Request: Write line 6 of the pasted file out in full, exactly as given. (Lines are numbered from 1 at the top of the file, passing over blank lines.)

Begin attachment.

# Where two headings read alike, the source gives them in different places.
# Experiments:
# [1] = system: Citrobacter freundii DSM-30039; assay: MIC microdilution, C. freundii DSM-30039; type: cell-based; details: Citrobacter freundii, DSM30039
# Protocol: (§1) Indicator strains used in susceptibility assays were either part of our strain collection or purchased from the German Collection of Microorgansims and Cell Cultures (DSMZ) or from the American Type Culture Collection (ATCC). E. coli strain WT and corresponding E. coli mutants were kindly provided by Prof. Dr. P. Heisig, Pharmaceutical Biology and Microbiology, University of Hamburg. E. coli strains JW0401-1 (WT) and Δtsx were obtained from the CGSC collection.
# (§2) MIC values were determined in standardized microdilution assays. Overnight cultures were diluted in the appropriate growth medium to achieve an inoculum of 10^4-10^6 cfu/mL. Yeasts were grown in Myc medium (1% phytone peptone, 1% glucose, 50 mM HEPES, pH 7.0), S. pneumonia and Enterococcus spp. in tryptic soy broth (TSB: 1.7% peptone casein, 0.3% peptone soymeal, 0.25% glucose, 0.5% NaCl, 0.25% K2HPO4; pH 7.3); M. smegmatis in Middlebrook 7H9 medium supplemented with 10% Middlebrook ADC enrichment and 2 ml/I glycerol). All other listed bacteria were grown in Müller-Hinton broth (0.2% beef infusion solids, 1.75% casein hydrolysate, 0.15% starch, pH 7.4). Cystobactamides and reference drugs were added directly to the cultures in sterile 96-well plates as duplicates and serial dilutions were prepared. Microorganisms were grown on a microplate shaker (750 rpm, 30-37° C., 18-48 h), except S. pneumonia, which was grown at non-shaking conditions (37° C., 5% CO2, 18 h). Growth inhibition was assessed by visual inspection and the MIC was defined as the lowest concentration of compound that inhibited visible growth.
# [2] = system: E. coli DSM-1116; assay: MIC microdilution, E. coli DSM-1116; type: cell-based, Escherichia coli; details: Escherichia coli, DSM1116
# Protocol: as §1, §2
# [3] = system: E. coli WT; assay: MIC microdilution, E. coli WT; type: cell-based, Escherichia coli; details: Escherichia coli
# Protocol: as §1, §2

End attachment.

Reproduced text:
# [2] = system: E. coli DSM-1116; assay: MIC microdilution, E. coli DSM-1116; type: cell-based, Escherichia coli; details: Escherichia coli, DSM1116